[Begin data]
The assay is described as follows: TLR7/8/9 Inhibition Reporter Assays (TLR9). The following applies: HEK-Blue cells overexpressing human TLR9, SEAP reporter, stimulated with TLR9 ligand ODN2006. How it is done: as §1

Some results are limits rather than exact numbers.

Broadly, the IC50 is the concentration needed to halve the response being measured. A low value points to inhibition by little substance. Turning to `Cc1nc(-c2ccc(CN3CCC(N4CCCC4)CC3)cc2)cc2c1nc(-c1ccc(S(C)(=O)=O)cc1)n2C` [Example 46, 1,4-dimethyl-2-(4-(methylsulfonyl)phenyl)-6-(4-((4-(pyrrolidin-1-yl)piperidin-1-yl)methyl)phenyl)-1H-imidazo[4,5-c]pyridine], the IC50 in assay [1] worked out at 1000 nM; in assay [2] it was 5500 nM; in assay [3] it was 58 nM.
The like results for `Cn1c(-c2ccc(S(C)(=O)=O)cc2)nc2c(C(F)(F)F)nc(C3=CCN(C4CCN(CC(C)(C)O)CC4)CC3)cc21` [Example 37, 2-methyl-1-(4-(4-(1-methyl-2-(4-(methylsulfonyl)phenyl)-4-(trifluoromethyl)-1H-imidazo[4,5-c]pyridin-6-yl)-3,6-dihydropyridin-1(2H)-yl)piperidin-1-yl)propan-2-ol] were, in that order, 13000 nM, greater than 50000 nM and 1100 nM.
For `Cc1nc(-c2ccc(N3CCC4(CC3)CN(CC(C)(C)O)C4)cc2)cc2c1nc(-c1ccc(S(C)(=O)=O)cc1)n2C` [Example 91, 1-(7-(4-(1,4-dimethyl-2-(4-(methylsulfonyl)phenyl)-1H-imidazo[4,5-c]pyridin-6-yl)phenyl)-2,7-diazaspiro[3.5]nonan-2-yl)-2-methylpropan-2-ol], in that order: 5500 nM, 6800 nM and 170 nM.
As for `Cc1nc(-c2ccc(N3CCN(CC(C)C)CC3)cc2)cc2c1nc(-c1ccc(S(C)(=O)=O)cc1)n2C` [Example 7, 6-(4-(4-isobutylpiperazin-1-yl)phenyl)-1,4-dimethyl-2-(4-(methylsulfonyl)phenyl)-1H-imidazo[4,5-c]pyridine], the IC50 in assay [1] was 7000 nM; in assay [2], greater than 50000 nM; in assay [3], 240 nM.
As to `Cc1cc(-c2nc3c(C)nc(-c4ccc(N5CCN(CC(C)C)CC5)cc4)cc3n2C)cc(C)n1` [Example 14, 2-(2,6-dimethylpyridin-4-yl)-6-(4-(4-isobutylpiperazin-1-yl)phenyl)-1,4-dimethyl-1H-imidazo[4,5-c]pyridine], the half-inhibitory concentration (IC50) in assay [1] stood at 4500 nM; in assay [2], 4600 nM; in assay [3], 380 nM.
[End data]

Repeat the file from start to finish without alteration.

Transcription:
The assay is described as follows: TLR7/8/9 Inhibition Reporter Assays (TLR9). The following applies: HEK-Blue cells overexpressing human TLR9, SEAP reporter, stimulated with TLR9 ligand ODN2006. How it is done: as §1

Some results are limits rather than exact numbers.

Broadly, the IC50 is the concentration needed to halve the response being measured. A low value points to inhibition by little substance. Turning to `Cc1nc(-c2ccc(CN3CCC(N4CCCC4)CC3)cc2)cc2c1nc(-c1ccc(S(C)(=O)=O)cc1)n2C` [Example 46, 1,4-dimethyl-2-(4-(methylsulfonyl)phenyl)-6-(4-((4-(pyrrolidin-1-yl)piperidin-1-yl)methyl)phenyl)-1H-imidazo[4,5-c]pyridine], the IC50 in assay [1] worked out at 1000 nM; in assay [2] it was 5500 nM; in assay [3] it was 58 nM.
The like results for `Cn1c(-c2ccc(S(C)(=O)=O)cc2)nc2c(C(F)(F)F)nc(C3=CCN(C4CCN(CC(C)(C)O)CC4)CC3)cc21` [Example 37, 2-methyl-1-(4-(4-(1-methyl-2-(4-(methylsulfonyl)phenyl)-4-(trifluoromethyl)-1H-imidazo[4,5-c]pyridin-6-yl)-3,6-dihydropyridin-1(2H)-yl)piperidin-1-yl)propan-2-ol] were, in that order, 13000 nM, greater than 50000 nM and 1100 nM.
For `Cc1nc(-c2ccc(N3CCC4(CC3)CN(CC(C)(C)O)C4)cc2)cc2c1nc(-c1ccc(S(C)(=O)=O)cc1)n2C` [Example 91, 1-(7-(4-(1,4-dimethyl-2-(4-(methylsulfonyl)phenyl)-1H-imidazo[4,5-c]pyridin-6-yl)phenyl)-2,7-diazaspiro[3.5]nonan-2-yl)-2-methylpropan-2-ol], in that order: 5500 nM, 6800 nM and 170 nM.
As for `Cc1nc(-c2ccc(N3CCN(CC(C)C)CC3)cc2)cc2c1nc(-c1ccc(S(C)(=O)=O)cc1)n2C` [Example 7, 6-(4-(4-isobutylpiperazin-1-yl)phenyl)-1,4-dimethyl-2-(4-(methylsulfonyl)phenyl)-1H-imidazo[4,5-c]pyridine], the IC50 in assay [1] was 7000 nM; in assay [2], greater than 50000 nM; in assay [3], 240 nM.
As to `Cc1cc(-c2nc3c(C)nc(-c4ccc(N5CCN(CC(C)C)CC5)cc4)cc3n2C)cc(C)n1` [Example 14, 2-(2,6-dimethylpyridin-4-yl)-6-(4-(4-isobutylpiperazin-1-yl)phenyl)-1,4-dimethyl-1H-imidazo[4,5-c]pyridine], the half-inhibitory concentration (IC50) in assay [1] stood at 4500 nM; in assay [2], 4600 nM; in assay [3], 380 nM.